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Haiti

  • Barry Turner
Part of the The Statesman’s Yearbook book series (SYBK)

Abstract

In the 16th century, Spain imported large numbers of African slaves whose descendants now populate the country. The colony subsequently fell under French rule. In 1791 a slave uprising led to the 13-year-long Haitian Revolution. In 1801 Toussaint Louverture, one of the leaders of the revolution, succeeded in eradicating slavery. He proclaimed himself governor-general for life over the whole island. He was captured and sent to France, but Jean-Jacques Dessalines, one of his generals, led the final battle that defeated Napoleon’s forces. The newly-named Haiti declared its independence on 1 Jan. 1804, becoming the first independent black republic in the world. Ruled by a succession of self-appointed monarchs, Haiti became a republic in the mid-19th century. From 1915 to 1934 Haiti was under United States occupation.

Keywords

Dominican Republic Corruption Organization Naval Blockade International Flight Chief Town 
These keywords were added by machine and not by the authors. This process is experimental and the keywords may be updated as the learning algorithm improves.

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Further Reading

  1. Girard, Philippe, Haiti: The Tumultuous History—From Pearl of the Caribbean to Broken Nation. 2010Google Scholar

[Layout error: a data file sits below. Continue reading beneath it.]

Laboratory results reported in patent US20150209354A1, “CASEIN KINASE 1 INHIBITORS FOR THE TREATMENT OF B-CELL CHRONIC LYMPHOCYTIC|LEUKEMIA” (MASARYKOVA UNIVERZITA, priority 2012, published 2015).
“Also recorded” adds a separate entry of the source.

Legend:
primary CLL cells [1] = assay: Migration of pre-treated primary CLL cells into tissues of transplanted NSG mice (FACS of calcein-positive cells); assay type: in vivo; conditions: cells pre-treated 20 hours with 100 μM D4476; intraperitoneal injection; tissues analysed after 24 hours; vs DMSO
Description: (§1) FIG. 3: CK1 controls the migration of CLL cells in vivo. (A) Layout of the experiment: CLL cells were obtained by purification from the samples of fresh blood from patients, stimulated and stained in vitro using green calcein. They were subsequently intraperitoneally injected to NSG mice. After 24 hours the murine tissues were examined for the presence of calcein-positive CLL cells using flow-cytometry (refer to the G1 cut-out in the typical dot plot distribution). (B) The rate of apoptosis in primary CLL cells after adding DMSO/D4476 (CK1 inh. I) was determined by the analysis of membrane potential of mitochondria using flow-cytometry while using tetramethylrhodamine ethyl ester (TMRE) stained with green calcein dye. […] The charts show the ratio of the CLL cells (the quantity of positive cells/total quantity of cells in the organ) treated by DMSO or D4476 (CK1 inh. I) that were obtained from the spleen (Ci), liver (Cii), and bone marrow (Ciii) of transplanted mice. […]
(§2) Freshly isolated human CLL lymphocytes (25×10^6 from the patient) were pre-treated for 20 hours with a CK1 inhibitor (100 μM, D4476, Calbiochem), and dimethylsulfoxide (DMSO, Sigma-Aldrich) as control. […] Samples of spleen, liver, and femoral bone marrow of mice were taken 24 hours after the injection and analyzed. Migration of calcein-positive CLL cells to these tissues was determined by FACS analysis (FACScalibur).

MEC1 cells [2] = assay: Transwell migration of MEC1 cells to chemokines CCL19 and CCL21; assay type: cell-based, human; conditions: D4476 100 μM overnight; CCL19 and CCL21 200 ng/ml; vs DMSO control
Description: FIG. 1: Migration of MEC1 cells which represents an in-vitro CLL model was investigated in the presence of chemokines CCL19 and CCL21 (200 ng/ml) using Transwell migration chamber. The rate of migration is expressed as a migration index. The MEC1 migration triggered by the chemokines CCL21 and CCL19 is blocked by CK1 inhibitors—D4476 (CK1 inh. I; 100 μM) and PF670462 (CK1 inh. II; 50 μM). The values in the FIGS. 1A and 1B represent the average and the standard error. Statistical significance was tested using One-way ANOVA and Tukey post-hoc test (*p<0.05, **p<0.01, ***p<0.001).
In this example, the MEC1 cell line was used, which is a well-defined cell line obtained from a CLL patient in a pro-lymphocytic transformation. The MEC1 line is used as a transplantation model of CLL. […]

2. Heinl, Robert & Nancy, revised by Michael Heinl, Written in Blood. 1996Google Scholar
  3. Nicholls, D., From Dessalines to Duvalier: Race, Colour and National Independence in Haiti. 3rd ed. 1996Google Scholar
  4. Pierre, Hyppolite, Haiti, Rising Flames from Burning Ashes: Haiti the Phoenix. 2006Google Scholar
  5. Shamsie, Yasmine and Thompson, Andrew S., (eds.) Haiti: Hope for a Fragile State. 2006Google Scholar
  6. Thomson, I., Bonjour Blanc: a Journey through Haiti. 1992Google Scholar
  7. Weinstein, B. and Segal, A., Haiti: the Failure of Politics. 1992Google Scholar
  8. Wucker, Michele, Why the Cocks Fight: Dominicans, Haitians, and the Struggle for Hispaniola. 2000Google Scholar
  9. National library: Bibliotheque Nationale, 193 Rue du Centre, Port-au-Prince.Google Scholar
  10. National Statistical Office: Institut Harden de Statistique et dTnformatique (IHSI), 1 Angle rue Joseph Janvier et Blvd Harry Truman, HT6110 Port-au-Prince.Google Scholar
  11. Website (French only): http://www.ihsi.ht

Copyright information

© Palgrave Macmillan, a division of Macmillan Publishers Limited 2012

Authors and Affiliations

  • Barry Turner

There are no affiliations available

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